For Amanda Allen, health care is all about connecting the dots. For many years—both during her undergraduate studies at University of Colorado Boulder and then at Stanford University and now working at Kaiser Permanente—Amanda focused on research, primarily in cardiology for elderly patients.
While digging through AI and text-mining to pull together database-driven studies, Amanda stepped away from the computer to also incorporate in-person interventions. From her experiences in data extractions and analysis came big ideas on how to positively impact these patients. She envisioned solutions in design and implementation and, ultimately, roll-out to the patients.
But the steps from research to clinical care proved elusive. What she needed was a strong foundational knowledge in clinical research to better understand the regulatory, design and implementation aspects to bring her research to life. Amanda heard about our Certificate Program in Clinical Research Conduct and Management during conversations with colleagues, many of whom had taken classes with us.
I recently Zoomed with Amanda at her office space from Kaiser to learn more about her interest in this in-demand field.
In the past, I've always been in the middle piece—talking with patients and doing the data collection—but I wanted to learn more about the bigger picture and contribute to the design aspect.
In addition to colleagues’ recommendations, were there aspects of the certificate that really stood out for you?
When I started [in 2019], there were a lot of regulation changes. The classes that focused on regulation, design and implementation within health care were really interesting. At Kaiser, I was learning on the job when things were changing—learning the methods and how to think about those changes, asking questions and figuring out how to actually translate that into actions.
I wanted to gain new skills to be able to better understand all of the aspects of health care—from start to finish. In the past, I've always been in the middle piece—talking with patients and doing the data collection—but I wanted to learn more about the bigger picture and contribute to the design aspect.
Are there specific classes that you enjoyed or instructors who really stand out for you?
Well, it’s funny: One of my instructors, Victor Chen, was hired here at Kaiser, so now we work together!
That's real networking!
So that was a fun experience! But the courses on data security and information protection really stuck out at the time, because at the end of those classes, COVID hit. So there was a lot of switching everything over to telehealth and electronic forms and such. Hospital systems had been a little resistant to those changes or there were too many unknowns at the time, so having that knowledge to start with was really helpful.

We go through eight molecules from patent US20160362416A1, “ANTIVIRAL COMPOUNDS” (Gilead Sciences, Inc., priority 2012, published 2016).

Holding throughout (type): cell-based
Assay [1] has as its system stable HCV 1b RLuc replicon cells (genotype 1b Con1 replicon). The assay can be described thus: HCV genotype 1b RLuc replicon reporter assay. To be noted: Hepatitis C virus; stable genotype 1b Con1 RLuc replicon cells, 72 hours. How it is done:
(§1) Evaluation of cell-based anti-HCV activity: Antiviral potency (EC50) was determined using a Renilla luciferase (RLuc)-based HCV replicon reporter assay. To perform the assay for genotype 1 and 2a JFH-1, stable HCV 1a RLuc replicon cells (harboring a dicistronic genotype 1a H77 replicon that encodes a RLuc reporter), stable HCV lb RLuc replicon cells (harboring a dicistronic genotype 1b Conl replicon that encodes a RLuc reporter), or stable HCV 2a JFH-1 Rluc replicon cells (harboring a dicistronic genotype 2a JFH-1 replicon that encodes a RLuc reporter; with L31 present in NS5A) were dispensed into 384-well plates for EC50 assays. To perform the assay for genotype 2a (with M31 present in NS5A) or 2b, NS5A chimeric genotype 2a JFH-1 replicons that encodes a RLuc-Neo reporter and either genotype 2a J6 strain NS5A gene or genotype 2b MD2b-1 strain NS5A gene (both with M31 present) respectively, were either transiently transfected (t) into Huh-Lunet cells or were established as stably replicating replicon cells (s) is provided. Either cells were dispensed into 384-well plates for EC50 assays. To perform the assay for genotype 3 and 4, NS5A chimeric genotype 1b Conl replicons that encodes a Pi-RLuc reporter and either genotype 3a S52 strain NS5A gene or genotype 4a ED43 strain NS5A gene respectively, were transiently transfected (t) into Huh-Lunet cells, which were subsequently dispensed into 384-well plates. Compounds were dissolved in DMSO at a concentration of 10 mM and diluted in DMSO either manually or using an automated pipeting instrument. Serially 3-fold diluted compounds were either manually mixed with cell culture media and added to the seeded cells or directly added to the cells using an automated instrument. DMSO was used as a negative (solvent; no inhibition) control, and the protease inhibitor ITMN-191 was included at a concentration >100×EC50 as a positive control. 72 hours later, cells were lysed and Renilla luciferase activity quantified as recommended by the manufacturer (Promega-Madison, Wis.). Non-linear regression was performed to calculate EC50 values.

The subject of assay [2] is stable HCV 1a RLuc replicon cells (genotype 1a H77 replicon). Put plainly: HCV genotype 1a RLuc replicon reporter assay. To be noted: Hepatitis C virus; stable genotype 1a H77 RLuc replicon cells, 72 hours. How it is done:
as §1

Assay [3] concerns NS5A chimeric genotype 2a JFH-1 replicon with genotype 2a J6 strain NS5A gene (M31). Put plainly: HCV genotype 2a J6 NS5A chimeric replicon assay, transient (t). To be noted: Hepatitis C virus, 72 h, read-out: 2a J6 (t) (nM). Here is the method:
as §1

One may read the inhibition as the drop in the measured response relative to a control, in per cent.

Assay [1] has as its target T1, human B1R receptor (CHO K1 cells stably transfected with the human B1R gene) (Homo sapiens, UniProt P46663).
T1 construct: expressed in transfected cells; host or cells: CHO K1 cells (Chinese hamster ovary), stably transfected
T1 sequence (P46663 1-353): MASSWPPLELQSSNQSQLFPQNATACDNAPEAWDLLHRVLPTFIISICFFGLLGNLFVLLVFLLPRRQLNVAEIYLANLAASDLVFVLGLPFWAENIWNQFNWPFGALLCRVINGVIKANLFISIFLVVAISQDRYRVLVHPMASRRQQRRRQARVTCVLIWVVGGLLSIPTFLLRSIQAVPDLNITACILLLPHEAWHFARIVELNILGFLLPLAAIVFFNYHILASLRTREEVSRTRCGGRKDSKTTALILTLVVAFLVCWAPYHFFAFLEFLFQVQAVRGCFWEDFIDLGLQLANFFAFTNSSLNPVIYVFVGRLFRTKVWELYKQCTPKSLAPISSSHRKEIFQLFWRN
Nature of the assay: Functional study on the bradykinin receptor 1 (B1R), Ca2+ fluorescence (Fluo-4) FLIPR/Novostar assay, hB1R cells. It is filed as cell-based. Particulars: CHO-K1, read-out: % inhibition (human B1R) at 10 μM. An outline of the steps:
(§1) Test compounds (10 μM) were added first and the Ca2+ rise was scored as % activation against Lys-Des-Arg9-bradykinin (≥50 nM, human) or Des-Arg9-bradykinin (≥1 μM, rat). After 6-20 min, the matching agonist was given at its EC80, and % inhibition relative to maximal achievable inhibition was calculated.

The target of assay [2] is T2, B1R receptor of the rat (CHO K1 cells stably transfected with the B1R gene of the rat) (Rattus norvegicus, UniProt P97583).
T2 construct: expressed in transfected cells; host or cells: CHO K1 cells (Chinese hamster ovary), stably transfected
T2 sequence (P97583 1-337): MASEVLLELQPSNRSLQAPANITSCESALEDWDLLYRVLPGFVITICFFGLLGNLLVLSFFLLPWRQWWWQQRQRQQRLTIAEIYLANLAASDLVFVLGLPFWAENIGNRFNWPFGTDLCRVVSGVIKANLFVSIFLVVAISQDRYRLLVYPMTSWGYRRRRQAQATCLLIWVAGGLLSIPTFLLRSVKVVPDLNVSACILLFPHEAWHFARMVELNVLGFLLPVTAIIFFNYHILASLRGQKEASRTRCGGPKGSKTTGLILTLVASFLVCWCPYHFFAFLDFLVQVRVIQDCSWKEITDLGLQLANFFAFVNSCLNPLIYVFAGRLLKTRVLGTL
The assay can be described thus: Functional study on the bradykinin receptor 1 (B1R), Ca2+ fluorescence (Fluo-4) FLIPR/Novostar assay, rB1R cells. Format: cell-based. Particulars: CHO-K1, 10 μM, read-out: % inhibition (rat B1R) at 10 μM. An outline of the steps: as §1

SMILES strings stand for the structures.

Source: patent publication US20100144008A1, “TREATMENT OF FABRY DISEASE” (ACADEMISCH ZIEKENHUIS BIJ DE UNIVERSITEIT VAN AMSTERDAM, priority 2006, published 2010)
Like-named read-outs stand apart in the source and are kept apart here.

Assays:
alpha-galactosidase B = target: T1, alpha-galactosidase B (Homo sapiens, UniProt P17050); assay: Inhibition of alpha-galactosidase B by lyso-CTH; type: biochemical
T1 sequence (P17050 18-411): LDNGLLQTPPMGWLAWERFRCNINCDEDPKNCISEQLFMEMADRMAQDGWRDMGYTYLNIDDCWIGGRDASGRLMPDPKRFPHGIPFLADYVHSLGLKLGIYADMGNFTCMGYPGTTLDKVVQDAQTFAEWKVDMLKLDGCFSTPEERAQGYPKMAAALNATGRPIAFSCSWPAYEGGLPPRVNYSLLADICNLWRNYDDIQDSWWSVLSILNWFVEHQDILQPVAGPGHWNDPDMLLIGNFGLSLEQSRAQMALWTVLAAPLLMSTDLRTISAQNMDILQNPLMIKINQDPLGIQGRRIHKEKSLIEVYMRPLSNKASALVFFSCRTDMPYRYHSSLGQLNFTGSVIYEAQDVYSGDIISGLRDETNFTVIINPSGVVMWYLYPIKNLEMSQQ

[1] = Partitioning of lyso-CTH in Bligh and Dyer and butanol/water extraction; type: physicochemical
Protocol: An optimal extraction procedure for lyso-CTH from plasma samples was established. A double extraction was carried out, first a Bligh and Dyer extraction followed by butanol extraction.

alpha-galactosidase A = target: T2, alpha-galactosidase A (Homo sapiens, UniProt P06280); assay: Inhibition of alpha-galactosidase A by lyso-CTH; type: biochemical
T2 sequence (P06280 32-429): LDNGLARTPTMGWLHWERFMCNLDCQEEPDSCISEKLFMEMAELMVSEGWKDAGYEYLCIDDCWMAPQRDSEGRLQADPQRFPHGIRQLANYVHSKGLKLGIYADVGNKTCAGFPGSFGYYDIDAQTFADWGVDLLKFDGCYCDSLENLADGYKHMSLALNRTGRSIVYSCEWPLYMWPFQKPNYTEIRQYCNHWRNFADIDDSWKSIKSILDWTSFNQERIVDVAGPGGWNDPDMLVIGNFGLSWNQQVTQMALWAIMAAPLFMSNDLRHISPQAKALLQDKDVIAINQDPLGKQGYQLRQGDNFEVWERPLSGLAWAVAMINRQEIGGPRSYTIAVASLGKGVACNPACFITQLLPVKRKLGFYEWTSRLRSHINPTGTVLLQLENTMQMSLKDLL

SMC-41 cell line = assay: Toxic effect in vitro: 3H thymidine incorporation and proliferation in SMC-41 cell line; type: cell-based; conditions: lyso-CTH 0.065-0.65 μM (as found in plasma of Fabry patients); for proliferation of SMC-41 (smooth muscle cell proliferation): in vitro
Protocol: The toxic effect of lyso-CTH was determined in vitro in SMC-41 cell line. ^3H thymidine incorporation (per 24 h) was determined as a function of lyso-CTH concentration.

The classwork definitely aligned with my job.
You took all of your classes online. How was your experience learning in that way?
I liked it! This was the first time I had taken any online courses. It made it easy to stay at work because I could be really flexible with my schedule. In the online classes, there were blog posts or weekly discussions, so I was able to network and meet people. I liked that it was really convenient.
Were you able to put any lessons learned from one of the classes at work the next day?
Absolutely. The course about trial documentation and reporting was really helpful, because that information can be difficult to find online. Or, every situation is a little bit different: You get the “it depends” answer all the time. It's not a super-clear definition. So that course was really helpful to make sure that we can actually implement a process and meet the reporting requirements and documentation that we need.
Also, reading what other students were doing at work or what they thought about current events was really helpful to put problems into context or lean on other people's expertise for a problem I might have been having. The classwork definitely aligned with my job.
Doing this certificate helped me see what it would look like to go back to school, while also getting the benefit of being promoted at work!
Since completing the certificate, you’ve been promoted to Research Associate II at Kaiser.
I’m in more of a clinical coordination role, working on the operations and implementation of research, as well as connecting the physicians to research. I'm primarily interested in the system building of research: How do we break down the silos between the bedside and the research, and then integrate our findings to improve care?
What does completing the certificate mean to you professionally and personally.
Professionally, it definitely bumped me up in skills in order to level up. It was an in-between step to getting a master's: I've just finished the first year of a master's program in clinical and health informatics at University of Wisconsin-Madison. I’m still in research and technology and building the bridge between health care and technology. Doing this certificate helped me see what it would look like to go back to school, while also getting the benefit of being promoted at work!
Personally, I think I proved to myself that I could do it while working. I see myself as a lifelong learner, so it was nice to get back into that school environment. I really enjoyed talking with people who were excited to learn different things and gain new skills.
What advice would you give someone who is just starting out in the clinical research certificate?
Take the opportunity to really enjoy it. You might be thinking, “I just gotta get the classwork done,” but take the opportunity to enjoy and learn things that you wouldn't necessarily interact with all the time. Because it is a lot of fun.